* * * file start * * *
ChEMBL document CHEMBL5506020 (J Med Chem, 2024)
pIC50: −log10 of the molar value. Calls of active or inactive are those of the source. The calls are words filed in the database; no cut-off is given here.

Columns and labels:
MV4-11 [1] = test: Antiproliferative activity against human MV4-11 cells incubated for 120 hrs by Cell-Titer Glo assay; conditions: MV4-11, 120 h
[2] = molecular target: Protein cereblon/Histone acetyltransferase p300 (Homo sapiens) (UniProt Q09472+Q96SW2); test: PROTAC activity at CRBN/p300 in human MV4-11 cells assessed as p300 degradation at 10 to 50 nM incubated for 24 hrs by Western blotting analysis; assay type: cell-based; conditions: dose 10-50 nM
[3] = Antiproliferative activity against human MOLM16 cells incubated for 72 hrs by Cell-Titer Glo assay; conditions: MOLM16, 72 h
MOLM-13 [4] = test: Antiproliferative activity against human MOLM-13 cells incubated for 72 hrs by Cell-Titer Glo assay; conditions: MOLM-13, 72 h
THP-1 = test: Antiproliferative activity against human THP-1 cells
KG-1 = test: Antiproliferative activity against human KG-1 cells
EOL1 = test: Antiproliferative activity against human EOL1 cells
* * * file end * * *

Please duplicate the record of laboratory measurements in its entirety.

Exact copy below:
ChEMBL document CHEMBL5506020 (J Med Chem, 2024)
pIC50: −log10 of the molar value. Calls of active or inactive are those of the source. The calls are words filed in the database; no cut-off is given here.

Columns and labels:
MV4-11 [1] = test: Antiproliferative activity against human MV4-11 cells incubated for 120 hrs by Cell-Titer Glo assay; conditions: MV4-11, 120 h
[2] = molecular target: Protein cereblon/Histone acetyltransferase p300 (Homo sapiens) (UniProt Q09472+Q96SW2); test: PROTAC activity at CRBN/p300 in human MV4-11 cells assessed as p300 degradation at 10 to 50 nM incubated for 24 hrs by Western blotting analysis; assay type: cell-based; conditions: dose 10-50 nM
[3] = Antiproliferative activity against human MOLM16 cells incubated for 72 hrs by Cell-Titer Glo assay; conditions: MOLM16, 72 h
MOLM-13 [4] = test: Antiproliferative activity against human MOLM-13 cells incubated for 72 hrs by Cell-Titer Glo assay; conditions: MOLM-13, 72 h
THP-1 = test: Antiproliferative activity against human THP-1 cells
KG-1 = test: Antiproliferative activity against human KG-1 cells
EOL1 = test: Antiproliferative activity against human EOL1 cells